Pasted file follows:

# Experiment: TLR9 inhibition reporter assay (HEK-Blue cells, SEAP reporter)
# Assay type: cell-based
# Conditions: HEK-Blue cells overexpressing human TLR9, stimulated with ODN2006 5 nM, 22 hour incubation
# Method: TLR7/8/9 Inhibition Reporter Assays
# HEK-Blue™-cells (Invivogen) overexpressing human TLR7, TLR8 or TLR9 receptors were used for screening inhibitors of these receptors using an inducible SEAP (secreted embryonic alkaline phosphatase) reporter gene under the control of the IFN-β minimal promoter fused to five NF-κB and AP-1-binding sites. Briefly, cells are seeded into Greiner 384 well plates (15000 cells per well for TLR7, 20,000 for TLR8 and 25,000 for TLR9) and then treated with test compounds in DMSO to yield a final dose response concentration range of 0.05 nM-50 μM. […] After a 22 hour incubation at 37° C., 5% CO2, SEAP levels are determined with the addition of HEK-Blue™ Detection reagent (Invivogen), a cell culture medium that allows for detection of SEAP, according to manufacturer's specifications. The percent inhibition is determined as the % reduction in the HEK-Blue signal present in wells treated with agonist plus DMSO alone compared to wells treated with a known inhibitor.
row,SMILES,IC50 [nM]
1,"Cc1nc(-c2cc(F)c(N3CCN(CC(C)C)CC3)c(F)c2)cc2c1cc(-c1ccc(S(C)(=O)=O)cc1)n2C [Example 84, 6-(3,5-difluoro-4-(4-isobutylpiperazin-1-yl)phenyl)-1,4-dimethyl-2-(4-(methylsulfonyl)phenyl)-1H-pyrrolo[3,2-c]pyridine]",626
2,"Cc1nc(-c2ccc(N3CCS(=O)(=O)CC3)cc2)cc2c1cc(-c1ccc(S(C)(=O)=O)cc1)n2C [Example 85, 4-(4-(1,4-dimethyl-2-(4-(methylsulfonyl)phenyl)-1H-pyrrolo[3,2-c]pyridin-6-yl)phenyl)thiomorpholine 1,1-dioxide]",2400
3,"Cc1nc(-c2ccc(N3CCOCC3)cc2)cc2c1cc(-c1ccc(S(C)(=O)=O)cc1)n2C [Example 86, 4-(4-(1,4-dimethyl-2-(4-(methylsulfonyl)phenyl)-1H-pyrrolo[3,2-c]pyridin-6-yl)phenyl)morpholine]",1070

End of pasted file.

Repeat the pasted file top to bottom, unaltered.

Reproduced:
# Experiment: TLR9 inhibition reporter assay (HEK-Blue cells, SEAP reporter)
# Assay type: cell-based
# Conditions: HEK-Blue cells overexpressing human TLR9, stimulated with ODN2006 5 nM, 22 hour incubation
# Method: TLR7/8/9 Inhibition Reporter Assays
# HEK-Blue™-cells (Invivogen) overexpressing human TLR7, TLR8 or TLR9 receptors were used for screening inhibitors of these receptors using an inducible SEAP (secreted embryonic alkaline phosphatase) reporter gene under the control of the IFN-β minimal promoter fused to five NF-κB and AP-1-binding sites. Briefly, cells are seeded into Greiner 384 well plates (15000 cells per well for TLR7, 20,000 for TLR8 and 25,000 for TLR9) and then treated with test compounds in DMSO to yield a final dose response concentration range of 0.05 nM-50 μM. […] After a 22 hour incubation at 37° C., 5% CO2, SEAP levels are determined with the addition of HEK-Blue™ Detection reagent (Invivogen), a cell culture medium that allows for detection of SEAP, according to manufacturer's specifications. The percent inhibition is determined as the % reduction in the HEK-Blue signal present in wells treated with agonist plus DMSO alone compared to wells treated with a known inhibitor.
row,SMILES,IC50 [nM]
1,"Cc1nc(-c2cc(F)c(N3CCN(CC(C)C)CC3)c(F)c2)cc2c1cc(-c1ccc(S(C)(=O)=O)cc1)n2C [Example 84, 6-(3,5-difluoro-4-(4-isobutylpiperazin-1-yl)phenyl)-1,4-dimethyl-2-(4-(methylsulfonyl)phenyl)-1H-pyrrolo[3,2-c]pyridine]",626
2,"Cc1nc(-c2ccc(N3CCS(=O)(=O)CC3)cc2)cc2c1cc(-c1ccc(S(C)(=O)=O)cc1)n2C [Example 85, 4-(4-(1,4-dimethyl-2-(4-(methylsulfonyl)phenyl)-1H-pyrrolo[3,2-c]pyridin-6-yl)phenyl)thiomorpholine 1,1-dioxide]",2400
3,"Cc1nc(-c2ccc(N3CCOCC3)cc2)cc2c1cc(-c1ccc(S(C)(=O)=O)cc1)n2C [Example 86, 4-(4-(1,4-dimethyl-2-(4-(methylsulfonyl)phenyl)-1H-pyrrolo[3,2-c]pyridin-6-yl)phenyl)morpholine]",1070